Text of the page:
It should be possible, it should be easy. You have two or three devices with two or more calendars and want to keep everything in sync, have an online calendar view, and be able to share calendars with family and colleagues while having them automatically update whenever a change is made. Now at least it is possible, if not easy.
In this guide we will look at how to use Google calendar and its CALdav support to link all your Apple devices and calendar.google.com with full, instant syncing between them all whenever you make a change. No waiting to sync in iTunes or putting up with read online calendar subscriptions!
1. Create a new account at http://calendar.google.com.
2. If you have iCal on your Mac you can easily sync this new google account, by simply going to Preferences -> Add Account -> Google Account -> Put in your details. All your calendars in your account will appear as ‘delegates’ which is kind of the CALdav equivalent of sub calendars. It looks a but strange in the iCal interface but it works. You can even copy events from your existing computer calendars en mass into your new synced calendar. They will instantly sync and you can view them on calendar.google.com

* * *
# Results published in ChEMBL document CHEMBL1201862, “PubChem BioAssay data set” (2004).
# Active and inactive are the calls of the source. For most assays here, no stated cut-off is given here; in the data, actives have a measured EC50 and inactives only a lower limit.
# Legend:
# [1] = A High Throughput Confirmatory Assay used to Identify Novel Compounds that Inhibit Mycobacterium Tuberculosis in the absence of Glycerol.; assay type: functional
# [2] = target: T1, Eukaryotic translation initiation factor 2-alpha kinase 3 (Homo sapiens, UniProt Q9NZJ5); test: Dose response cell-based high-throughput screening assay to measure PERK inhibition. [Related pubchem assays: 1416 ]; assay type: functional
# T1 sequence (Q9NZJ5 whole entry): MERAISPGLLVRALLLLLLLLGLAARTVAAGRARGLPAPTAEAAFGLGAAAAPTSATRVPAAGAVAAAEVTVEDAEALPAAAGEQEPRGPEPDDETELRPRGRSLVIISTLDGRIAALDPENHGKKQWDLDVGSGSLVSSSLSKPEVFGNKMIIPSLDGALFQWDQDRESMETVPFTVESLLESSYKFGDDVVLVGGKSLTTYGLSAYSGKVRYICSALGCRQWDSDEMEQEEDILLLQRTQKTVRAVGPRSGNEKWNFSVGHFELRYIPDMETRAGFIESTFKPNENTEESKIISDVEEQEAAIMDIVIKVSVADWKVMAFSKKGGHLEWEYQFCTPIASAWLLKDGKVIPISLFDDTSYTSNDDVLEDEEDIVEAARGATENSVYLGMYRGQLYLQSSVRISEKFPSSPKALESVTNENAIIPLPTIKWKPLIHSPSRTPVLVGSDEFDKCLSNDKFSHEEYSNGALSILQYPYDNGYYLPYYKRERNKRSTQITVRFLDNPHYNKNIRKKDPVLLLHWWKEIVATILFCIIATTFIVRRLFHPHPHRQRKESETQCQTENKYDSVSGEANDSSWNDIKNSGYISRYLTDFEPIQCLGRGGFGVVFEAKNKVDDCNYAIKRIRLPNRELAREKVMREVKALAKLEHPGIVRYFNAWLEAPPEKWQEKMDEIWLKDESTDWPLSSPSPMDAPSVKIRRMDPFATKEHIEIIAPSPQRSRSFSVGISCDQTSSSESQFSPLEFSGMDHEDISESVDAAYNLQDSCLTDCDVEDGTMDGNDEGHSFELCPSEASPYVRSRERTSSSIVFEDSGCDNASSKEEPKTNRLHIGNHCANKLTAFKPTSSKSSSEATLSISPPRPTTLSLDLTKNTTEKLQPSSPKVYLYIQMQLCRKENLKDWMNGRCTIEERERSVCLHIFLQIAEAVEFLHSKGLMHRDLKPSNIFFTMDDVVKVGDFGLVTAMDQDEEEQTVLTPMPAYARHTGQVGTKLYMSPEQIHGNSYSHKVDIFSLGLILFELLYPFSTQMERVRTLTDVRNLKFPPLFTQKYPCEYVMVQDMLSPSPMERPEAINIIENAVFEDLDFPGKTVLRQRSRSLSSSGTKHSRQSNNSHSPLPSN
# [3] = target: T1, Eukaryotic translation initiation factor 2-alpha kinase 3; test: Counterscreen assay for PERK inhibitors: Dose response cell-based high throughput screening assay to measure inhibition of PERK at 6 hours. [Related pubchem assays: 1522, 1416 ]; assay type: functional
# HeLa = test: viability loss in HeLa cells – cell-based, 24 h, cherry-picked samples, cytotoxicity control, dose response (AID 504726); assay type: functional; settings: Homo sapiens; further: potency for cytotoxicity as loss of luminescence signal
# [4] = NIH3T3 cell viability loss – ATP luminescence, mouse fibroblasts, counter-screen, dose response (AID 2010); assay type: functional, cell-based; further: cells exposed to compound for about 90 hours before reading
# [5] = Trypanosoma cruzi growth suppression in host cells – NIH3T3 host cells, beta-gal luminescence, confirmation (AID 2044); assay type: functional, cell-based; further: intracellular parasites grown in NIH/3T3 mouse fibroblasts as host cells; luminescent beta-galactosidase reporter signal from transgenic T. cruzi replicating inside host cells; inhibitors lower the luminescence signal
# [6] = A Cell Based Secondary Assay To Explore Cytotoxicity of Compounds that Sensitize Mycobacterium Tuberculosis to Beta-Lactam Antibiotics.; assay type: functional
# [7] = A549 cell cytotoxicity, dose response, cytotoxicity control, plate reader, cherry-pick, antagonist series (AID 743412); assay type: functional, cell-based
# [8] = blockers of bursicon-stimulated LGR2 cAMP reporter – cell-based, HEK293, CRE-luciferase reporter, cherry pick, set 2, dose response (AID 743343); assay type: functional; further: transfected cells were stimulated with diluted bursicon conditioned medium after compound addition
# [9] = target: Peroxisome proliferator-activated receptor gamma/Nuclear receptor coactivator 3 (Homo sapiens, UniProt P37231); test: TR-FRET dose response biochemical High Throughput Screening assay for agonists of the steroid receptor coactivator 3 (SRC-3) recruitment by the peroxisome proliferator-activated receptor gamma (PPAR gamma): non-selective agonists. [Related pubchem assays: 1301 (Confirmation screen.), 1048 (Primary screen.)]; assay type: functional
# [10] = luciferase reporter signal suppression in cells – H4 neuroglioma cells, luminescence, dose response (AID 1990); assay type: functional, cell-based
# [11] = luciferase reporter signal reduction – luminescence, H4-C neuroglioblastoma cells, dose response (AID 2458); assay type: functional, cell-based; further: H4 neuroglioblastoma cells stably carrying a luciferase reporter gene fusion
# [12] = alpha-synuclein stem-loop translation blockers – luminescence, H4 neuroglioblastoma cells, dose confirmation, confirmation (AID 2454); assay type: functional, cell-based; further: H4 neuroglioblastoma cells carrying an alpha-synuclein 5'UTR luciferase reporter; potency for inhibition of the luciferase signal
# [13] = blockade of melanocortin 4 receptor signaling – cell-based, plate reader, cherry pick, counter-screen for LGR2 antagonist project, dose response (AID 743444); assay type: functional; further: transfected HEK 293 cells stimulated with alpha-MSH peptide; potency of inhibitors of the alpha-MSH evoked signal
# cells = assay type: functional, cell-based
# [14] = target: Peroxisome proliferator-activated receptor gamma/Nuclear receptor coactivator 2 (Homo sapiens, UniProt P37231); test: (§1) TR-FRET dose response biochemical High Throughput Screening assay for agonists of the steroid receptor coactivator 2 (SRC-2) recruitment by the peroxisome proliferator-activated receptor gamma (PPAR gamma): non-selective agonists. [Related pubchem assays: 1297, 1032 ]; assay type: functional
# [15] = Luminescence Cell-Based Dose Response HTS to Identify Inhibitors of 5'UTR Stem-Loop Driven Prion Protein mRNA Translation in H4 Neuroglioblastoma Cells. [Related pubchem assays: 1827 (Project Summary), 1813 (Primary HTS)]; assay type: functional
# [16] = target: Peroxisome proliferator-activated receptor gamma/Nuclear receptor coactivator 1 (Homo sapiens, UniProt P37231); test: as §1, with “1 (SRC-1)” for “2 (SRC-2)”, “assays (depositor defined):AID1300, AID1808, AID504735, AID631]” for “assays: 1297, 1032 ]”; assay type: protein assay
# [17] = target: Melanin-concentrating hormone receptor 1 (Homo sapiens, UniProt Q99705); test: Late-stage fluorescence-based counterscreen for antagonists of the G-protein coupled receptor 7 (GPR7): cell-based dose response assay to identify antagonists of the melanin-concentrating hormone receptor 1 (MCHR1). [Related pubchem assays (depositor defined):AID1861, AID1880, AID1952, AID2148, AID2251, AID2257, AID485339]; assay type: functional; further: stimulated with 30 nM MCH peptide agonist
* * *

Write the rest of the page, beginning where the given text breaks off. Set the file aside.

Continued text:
3. iPhone and iPad syncing primary calendar (the first one).
* Remove all existing google calendars from your iDevice, including unchecking any ‘sync calendar’ checks in your Google Account. Also make sure NO calendars are set to sync with your iDevice using iTunes. Go to iTunes and uncheck all calendar syncing to removed synced calendars. This is to avoid confusion later.
* On your iDevice go to Settings -> Mail, Calendars -> Add Account -> Other -> Add CALdav Account
* Fill in the following information:
Password: <your password>
Description: <your calendar name>
* Click ‘Next’. Now you have added your primary calendar.
4. iPhone and iPad syncing second, third, fourth etc calendars. If you already have just one calendar set up and you are happy with syncing only one of your calendars, you don’t need this guide. If you would like to sync multiple calendars on your account, not just one, read on…